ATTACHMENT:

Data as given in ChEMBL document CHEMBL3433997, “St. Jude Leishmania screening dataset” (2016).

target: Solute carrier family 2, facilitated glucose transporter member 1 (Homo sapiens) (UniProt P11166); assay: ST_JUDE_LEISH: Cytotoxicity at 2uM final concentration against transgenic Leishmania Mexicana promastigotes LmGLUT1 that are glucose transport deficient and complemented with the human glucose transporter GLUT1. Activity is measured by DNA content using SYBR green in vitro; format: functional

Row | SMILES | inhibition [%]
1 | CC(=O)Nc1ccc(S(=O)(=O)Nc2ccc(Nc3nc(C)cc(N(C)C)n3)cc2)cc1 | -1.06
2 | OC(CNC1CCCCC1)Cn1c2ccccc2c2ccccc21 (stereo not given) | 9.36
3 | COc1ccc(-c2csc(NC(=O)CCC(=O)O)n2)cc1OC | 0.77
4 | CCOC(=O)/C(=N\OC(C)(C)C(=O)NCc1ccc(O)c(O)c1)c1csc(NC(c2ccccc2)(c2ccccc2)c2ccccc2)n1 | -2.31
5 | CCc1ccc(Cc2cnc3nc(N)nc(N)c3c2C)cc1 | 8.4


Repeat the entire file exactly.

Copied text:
Data as given in ChEMBL document CHEMBL3433997, “St. Jude Leishmania screening dataset” (2016).

target: Solute carrier family 2, facilitated glucose transporter member 1 (Homo sapiens) (UniProt P11166); assay: ST_JUDE_LEISH: Cytotoxicity at 2uM final concentration against transgenic Leishmania Mexicana promastigotes LmGLUT1 that are glucose transport deficient and complemented with the human glucose transporter GLUT1. Activity is measured by DNA content using SYBR green in vitro; format: functional

Row | SMILES | inhibition [%]
1 | CC(=O)Nc1ccc(S(=O)(=O)Nc2ccc(Nc3nc(C)cc(N(C)C)n3)cc2)cc1 | -1.06
2 | OC(CNC1CCCCC1)Cn1c2ccccc2c2ccccc21 (stereo not given) | 9.36
3 | COc1ccc(-c2csc(NC(=O)CCC(=O)O)n2)cc1OC | 0.77
4 | CCOC(=O)/C(=N\OC(C)(C)C(=O)NCc1ccc(O)c(O)c1)c1csc(NC(c2ccccc2)(c2ccccc2)c2ccccc2)n1 | -2.31
5 | CCc1ccc(Cc2cnc3nc(N)nc(N)c3c2C)cc1 | 8.4